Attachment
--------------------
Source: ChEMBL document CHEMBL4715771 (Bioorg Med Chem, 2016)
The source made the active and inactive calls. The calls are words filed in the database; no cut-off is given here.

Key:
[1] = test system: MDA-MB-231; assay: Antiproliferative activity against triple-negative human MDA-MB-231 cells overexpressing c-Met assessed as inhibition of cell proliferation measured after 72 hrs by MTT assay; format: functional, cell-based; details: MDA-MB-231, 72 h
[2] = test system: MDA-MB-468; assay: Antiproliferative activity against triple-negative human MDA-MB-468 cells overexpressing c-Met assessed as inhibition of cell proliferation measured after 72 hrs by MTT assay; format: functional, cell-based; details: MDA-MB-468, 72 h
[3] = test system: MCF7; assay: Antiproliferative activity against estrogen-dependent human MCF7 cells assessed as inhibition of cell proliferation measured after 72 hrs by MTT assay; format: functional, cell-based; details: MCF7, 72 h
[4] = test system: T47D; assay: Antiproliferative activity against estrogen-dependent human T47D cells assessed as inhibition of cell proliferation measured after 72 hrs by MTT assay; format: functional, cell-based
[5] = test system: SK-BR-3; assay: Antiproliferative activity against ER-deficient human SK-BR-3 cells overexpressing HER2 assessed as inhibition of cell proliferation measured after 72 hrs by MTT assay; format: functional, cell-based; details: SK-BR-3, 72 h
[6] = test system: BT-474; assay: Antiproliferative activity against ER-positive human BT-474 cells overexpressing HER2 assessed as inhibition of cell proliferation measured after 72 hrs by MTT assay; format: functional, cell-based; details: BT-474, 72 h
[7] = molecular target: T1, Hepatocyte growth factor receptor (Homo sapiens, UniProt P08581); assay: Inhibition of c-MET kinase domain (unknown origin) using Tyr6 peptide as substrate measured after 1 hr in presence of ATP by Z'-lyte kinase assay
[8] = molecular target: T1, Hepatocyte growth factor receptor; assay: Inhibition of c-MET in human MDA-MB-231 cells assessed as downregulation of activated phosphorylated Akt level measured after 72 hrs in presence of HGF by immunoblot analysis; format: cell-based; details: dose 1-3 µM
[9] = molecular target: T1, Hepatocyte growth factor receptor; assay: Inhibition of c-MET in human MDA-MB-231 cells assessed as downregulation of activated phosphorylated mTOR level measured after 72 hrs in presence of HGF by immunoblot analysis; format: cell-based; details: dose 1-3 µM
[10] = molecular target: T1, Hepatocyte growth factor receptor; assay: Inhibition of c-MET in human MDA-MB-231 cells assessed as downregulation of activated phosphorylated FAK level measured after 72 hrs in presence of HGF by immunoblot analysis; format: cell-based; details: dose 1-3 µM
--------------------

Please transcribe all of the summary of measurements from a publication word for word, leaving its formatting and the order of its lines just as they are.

Source: ChEMBL document CHEMBL4715771 (Bioorg Med Chem, 2016)
The source made the active and inactive calls. The calls are words filed in the database; no cut-off is given here.

Key:
[1] = test system: MDA-MB-231; assay: Antiproliferative activity against triple-negative human MDA-MB-231 cells overexpressing c-Met assessed as inhibition of cell proliferation measured after 72 hrs by MTT assay; format: functional, cell-based; details: MDA-MB-231, 72 h
[2] = test system: MDA-MB-468; assay: Antiproliferative activity against triple-negative human MDA-MB-468 cells overexpressing c-Met assessed as inhibition of cell proliferation measured after 72 hrs by MTT assay; format: functional, cell-based; details: MDA-MB-468, 72 h
[3] = test system: MCF7; assay: Antiproliferative activity against estrogen-dependent human MCF7 cells assessed as inhibition of cell proliferation measured after 72 hrs by MTT assay; format: functional, cell-based; details: MCF7, 72 h
[4] = test system: T47D; assay: Antiproliferative activity against estrogen-dependent human T47D cells assessed as inhibition of cell proliferation measured after 72 hrs by MTT assay; format: functional, cell-based
[5] = test system: SK-BR-3; assay: Antiproliferative activity against ER-deficient human SK-BR-3 cells overexpressing HER2 assessed as inhibition of cell proliferation measured after 72 hrs by MTT assay; format: functional, cell-based; details: SK-BR-3, 72 h
[6] = test system: BT-474; assay: Antiproliferative activity against ER-positive human BT-474 cells overexpressing HER2 assessed as inhibition of cell proliferation measured after 72 hrs by MTT assay; format: functional, cell-based; details: BT-474, 72 h
[7] = molecular target: T1, Hepatocyte growth factor receptor (Homo sapiens, UniProt P08581); assay: Inhibition of c-MET kinase domain (unknown origin) using Tyr6 peptide as substrate measured after 1 hr in presence of ATP by Z'-lyte kinase assay
[8] = molecular target: T1, Hepatocyte growth factor receptor; assay: Inhibition of c-MET in human MDA-MB-231 cells assessed as downregulation of activated phosphorylated Akt level measured after 72 hrs in presence of HGF by immunoblot analysis; format: cell-based; details: dose 1-3 µM
[9] = molecular target: T1, Hepatocyte growth factor receptor; assay: Inhibition of c-MET in human MDA-MB-231 cells assessed as downregulation of activated phosphorylated mTOR level measured after 72 hrs in presence of HGF by immunoblot analysis; format: cell-based; details: dose 1-3 µM
[10] = molecular target: T1, Hepatocyte growth factor receptor; assay: Inhibition of c-MET in human MDA-MB-231 cells assessed as downregulation of activated phosphorylated FAK level measured after 72 hrs in presence of HGF by immunoblot analysis; format: cell-based; details: dose 1-3 µM